Night/Dark Photography Primer

I’ve decided to try to use night photographs in my final project, so I’ve had to learn some new techniques to take photos with very low light. There are a few different routes you can go down in night photography, but I’ll try to help out with some tips.

First, you’ll want to raise your ISO setting, to 800 or higher. You simply cannot get the level of detail from a night sky that you can from daylight. The grain will look better than blur you would otherwise get. Open your aperture as wide as possible and slow down your shutter speed to at least 1 second. Make sure you meter and white balance on location .(I’ve found that incandescent settings work best for night) Make sure you are standing absolutely still – it is best to lean against something or sit/kneel to steady your camera as much as possible. The slow shutter speed will make the tiniest movements into noticeable blur that otherwise would not occur at faster shutter speeds. A TRIPOD IS BEST.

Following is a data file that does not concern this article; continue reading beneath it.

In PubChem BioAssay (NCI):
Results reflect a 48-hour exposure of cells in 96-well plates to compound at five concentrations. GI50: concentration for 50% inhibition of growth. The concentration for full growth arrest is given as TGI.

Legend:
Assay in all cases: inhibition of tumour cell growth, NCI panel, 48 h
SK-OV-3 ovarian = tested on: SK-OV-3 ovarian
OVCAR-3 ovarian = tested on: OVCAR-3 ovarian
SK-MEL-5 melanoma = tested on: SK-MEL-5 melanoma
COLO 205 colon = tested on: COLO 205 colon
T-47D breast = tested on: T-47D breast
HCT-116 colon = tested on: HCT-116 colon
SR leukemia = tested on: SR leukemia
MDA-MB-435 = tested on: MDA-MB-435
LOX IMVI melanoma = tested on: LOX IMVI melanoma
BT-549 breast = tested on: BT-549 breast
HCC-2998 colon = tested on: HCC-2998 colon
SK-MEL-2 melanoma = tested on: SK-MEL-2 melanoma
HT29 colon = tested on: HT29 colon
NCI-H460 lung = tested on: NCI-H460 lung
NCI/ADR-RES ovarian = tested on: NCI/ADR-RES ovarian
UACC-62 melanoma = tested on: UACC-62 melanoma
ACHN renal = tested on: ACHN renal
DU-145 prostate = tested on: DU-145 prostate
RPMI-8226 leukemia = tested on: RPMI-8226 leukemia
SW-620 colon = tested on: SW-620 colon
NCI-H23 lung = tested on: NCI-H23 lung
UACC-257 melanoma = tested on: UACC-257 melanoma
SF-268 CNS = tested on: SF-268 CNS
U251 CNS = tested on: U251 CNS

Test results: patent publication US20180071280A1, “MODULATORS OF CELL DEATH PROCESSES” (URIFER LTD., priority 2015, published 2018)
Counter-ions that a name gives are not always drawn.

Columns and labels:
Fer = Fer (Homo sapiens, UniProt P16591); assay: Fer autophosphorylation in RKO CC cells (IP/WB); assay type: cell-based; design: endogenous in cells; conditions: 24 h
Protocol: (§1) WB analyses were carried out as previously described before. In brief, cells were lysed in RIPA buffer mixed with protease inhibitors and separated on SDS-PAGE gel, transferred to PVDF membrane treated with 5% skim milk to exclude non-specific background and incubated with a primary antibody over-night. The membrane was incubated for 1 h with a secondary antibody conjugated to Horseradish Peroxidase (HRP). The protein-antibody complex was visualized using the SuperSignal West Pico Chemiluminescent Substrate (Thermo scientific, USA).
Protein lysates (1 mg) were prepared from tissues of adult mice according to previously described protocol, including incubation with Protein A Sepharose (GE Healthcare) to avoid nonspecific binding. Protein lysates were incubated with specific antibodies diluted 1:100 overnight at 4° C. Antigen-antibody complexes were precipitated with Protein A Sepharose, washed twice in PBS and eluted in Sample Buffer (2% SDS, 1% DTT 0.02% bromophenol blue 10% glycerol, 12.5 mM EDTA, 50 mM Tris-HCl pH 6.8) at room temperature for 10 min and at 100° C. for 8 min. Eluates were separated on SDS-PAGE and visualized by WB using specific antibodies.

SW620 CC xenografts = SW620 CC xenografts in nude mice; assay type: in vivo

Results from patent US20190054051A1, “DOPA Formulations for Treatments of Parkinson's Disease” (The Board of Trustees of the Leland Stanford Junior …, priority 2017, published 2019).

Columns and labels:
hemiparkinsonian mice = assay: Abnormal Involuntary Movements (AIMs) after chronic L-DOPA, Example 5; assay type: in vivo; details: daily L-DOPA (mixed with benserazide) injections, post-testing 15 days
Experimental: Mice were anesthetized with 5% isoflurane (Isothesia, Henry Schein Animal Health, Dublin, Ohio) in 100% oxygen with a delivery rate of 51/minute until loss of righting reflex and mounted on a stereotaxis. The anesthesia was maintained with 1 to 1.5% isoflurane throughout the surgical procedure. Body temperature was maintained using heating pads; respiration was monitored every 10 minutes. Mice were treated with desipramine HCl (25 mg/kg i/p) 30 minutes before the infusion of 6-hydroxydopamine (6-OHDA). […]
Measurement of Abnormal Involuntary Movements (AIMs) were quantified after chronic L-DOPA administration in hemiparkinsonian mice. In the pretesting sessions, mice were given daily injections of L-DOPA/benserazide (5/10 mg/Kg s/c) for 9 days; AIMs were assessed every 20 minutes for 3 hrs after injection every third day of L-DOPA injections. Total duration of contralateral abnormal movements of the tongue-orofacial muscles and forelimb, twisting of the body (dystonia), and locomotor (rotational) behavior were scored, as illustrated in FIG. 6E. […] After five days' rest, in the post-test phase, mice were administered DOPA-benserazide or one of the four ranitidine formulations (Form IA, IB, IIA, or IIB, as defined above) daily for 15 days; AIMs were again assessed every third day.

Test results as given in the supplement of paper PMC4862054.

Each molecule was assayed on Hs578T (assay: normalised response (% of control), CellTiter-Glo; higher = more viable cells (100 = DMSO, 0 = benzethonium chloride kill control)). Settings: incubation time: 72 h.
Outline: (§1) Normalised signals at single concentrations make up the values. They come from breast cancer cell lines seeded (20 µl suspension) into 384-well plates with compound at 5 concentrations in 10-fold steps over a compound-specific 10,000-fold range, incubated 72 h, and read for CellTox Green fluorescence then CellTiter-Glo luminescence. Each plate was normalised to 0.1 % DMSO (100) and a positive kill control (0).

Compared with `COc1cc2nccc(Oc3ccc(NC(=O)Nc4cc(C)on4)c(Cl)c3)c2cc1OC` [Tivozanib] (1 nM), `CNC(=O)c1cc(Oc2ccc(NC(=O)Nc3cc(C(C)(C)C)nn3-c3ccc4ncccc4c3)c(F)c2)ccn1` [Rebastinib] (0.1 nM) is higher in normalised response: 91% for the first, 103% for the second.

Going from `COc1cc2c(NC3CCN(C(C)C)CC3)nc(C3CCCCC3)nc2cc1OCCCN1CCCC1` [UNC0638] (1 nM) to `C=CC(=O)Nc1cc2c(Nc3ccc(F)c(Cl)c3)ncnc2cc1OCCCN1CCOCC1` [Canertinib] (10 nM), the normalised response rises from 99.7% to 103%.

To keep your night eyes, try not to look at previews or menu settings on your camera too much. Learn how to adjust the aperture and shutter speed without looking at your display. If you look up close at your screen to fix something, you’ll look back at your subject and just see darkness.

Hope this helps!


~ by fingoscrip on October 22, 2011.

One Response to “Night/Dark Photography Primer”

  1. This post needs even more images that were actually taken with a tripod. Also, this is just one way to do night photography, and it focuses around one specific subject as well. You need to talk about how to capture moving subjects at night, and stress that the tripod is the most important aspect earlier. (or not, but show alternative ways of shooting without the tripod at night) talk more about light levels and (!)exposure settings in detail with examples(!). This post functions OK as a primer, but it should be a more in-depth.


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